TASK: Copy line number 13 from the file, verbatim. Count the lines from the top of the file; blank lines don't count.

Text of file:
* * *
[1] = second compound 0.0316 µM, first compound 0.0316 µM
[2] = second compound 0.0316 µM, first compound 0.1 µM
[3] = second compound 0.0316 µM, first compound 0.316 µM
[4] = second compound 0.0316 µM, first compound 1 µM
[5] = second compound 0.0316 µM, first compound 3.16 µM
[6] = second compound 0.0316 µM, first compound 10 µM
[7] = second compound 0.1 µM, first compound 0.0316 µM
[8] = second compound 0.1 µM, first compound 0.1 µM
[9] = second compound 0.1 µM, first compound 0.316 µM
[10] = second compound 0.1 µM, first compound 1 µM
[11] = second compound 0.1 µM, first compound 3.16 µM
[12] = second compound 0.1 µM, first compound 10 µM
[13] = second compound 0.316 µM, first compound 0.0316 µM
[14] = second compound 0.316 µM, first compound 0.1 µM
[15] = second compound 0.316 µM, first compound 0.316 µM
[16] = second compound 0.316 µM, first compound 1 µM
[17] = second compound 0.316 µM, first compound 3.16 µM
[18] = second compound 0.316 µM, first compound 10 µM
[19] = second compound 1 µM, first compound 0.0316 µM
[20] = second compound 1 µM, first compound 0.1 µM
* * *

[13] = second compound 0.316 µM, first compound 0.0316 µM